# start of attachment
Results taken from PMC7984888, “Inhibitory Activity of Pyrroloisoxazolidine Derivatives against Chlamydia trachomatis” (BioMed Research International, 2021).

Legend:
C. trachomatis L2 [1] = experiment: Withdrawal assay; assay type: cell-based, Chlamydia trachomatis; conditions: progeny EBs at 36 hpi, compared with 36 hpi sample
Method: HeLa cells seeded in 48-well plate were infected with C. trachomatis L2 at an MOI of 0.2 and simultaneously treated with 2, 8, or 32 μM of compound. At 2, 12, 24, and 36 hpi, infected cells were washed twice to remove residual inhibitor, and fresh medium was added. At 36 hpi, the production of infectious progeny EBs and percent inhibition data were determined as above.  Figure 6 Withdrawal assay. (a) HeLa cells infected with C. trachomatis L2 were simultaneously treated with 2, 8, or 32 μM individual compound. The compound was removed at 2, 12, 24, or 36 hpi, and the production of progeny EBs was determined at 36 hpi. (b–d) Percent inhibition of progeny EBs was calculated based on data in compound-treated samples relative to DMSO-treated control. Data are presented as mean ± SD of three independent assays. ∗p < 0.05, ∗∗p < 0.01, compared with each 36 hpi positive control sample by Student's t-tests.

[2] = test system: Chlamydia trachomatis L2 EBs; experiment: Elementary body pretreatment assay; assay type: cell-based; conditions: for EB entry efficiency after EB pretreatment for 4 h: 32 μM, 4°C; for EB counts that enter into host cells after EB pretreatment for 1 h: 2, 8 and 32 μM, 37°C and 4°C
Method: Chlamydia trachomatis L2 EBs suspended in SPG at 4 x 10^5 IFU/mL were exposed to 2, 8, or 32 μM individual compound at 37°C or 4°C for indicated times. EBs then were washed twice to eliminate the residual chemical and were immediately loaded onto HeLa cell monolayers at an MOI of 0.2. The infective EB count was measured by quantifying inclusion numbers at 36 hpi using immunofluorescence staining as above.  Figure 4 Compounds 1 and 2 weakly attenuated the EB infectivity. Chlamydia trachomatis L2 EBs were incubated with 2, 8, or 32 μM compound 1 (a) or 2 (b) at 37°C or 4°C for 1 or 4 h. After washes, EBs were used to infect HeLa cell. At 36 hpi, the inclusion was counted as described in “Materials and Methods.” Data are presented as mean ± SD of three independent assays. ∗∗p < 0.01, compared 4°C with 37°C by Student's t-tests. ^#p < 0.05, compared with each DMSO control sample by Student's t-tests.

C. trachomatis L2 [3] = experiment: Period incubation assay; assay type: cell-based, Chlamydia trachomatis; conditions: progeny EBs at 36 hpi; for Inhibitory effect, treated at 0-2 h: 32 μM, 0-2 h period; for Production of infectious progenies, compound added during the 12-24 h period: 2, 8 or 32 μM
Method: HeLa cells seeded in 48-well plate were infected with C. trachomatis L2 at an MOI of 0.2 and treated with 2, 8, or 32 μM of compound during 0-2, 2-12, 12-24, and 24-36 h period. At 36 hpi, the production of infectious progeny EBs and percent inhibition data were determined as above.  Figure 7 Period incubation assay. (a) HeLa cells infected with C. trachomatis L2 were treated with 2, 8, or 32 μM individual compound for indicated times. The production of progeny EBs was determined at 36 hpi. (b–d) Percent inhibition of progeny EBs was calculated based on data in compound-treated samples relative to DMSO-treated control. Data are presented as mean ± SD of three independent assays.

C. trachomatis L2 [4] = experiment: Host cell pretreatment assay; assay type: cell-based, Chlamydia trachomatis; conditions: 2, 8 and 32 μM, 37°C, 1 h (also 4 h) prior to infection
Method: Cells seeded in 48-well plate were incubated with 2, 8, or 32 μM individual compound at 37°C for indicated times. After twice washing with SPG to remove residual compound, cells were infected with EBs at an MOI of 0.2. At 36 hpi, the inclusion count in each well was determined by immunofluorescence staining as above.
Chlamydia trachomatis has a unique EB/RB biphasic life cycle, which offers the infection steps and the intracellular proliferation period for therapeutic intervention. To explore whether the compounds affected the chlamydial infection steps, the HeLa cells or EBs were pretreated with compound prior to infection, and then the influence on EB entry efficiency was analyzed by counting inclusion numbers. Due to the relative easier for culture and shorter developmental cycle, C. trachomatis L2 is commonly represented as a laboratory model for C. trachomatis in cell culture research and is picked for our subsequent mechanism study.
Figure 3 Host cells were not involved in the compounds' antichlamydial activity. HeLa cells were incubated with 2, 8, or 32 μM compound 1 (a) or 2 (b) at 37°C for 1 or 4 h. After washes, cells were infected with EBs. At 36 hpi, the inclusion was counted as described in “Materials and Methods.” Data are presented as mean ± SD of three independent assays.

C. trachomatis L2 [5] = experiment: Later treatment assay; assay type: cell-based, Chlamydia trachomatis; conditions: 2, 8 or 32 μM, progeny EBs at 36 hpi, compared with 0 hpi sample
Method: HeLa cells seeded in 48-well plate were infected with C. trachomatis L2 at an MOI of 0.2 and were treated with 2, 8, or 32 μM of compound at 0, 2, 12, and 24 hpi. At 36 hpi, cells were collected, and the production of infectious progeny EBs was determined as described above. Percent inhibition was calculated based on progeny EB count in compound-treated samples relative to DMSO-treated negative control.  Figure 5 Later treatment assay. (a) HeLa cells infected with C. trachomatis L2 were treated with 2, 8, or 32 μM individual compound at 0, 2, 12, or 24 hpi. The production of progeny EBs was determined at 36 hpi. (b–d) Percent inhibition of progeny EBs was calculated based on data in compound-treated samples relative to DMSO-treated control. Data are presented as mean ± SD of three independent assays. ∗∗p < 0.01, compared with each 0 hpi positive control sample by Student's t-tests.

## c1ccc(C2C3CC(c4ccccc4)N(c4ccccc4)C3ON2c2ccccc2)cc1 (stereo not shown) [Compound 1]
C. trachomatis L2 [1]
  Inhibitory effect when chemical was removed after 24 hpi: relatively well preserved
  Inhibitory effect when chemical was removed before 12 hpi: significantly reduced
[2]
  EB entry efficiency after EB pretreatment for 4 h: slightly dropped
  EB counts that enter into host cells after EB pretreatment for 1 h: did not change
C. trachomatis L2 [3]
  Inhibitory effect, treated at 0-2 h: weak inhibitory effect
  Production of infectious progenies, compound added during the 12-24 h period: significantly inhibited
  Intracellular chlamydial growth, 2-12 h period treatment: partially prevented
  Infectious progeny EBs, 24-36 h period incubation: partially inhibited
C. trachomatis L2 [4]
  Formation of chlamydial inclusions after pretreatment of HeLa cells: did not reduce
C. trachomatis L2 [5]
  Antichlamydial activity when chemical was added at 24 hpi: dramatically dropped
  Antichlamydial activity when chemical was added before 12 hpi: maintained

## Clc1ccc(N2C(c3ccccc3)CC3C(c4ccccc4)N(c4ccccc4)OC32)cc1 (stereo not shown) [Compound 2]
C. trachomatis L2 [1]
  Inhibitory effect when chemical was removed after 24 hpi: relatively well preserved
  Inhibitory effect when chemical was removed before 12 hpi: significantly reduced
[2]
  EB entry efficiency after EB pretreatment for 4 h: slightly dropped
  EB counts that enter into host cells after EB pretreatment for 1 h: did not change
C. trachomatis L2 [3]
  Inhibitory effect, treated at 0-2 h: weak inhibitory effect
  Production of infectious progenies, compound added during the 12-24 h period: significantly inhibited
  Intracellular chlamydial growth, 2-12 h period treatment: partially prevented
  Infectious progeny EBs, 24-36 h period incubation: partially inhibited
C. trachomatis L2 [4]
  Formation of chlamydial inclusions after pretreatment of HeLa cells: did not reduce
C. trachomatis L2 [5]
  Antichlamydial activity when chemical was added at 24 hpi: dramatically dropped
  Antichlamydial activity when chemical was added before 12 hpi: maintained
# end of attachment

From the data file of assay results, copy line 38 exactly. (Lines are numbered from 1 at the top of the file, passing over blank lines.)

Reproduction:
  EB counts that enter into host cells after EB pretreatment for 1 h: did not change